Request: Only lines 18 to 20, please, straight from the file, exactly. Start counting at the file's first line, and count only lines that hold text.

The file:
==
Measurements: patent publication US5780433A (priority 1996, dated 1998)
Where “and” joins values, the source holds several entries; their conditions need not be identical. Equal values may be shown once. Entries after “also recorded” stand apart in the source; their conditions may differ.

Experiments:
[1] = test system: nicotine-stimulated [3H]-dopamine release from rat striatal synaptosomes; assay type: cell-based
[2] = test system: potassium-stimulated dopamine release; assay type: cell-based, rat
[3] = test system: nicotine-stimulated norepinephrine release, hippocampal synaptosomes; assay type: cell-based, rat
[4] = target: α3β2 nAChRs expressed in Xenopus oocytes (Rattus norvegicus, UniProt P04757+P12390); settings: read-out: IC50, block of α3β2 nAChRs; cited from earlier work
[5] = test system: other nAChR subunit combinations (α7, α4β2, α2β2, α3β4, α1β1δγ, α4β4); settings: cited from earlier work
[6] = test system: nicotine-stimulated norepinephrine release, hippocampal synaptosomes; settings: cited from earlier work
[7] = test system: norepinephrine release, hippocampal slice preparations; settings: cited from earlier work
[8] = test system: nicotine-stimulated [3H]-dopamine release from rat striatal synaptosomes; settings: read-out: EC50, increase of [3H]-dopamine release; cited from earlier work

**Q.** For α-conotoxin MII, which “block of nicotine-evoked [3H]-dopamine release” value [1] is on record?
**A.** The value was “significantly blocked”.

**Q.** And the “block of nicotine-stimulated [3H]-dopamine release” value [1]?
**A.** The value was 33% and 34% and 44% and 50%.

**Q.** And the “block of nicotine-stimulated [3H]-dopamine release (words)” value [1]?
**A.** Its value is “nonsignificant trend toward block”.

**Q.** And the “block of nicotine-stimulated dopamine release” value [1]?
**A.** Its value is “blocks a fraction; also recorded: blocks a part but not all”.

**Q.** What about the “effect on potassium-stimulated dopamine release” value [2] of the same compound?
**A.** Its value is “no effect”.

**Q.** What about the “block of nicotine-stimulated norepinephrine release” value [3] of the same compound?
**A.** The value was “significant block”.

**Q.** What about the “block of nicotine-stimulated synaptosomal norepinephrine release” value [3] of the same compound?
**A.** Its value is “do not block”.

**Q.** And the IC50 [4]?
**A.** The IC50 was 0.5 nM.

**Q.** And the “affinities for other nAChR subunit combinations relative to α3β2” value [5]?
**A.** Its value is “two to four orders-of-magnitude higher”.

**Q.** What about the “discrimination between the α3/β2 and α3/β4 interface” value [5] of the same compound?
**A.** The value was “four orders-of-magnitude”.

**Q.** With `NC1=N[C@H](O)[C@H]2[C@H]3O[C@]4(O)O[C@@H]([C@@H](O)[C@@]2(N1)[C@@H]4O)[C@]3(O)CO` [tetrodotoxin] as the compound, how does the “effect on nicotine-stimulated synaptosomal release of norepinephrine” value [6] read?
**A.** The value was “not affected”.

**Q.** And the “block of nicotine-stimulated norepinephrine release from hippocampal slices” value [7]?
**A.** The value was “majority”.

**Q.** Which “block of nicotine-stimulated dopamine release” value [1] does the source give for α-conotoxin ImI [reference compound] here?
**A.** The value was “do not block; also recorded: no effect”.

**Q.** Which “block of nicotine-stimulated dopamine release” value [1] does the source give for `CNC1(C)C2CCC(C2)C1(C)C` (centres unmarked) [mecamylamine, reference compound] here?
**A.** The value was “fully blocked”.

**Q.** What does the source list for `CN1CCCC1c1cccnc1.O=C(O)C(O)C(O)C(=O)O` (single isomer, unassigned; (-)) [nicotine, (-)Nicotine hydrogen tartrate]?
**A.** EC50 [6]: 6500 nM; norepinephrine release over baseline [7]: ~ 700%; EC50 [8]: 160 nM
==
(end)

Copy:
**Q.** And the “block of nicotine-stimulated dopamine release” value [1]?
**A.** Its value is “blocks a fraction; also recorded: blocks a part but not all”.

**Q.** What about the “effect on potassium-stimulated dopamine release” value [2] of the same compound?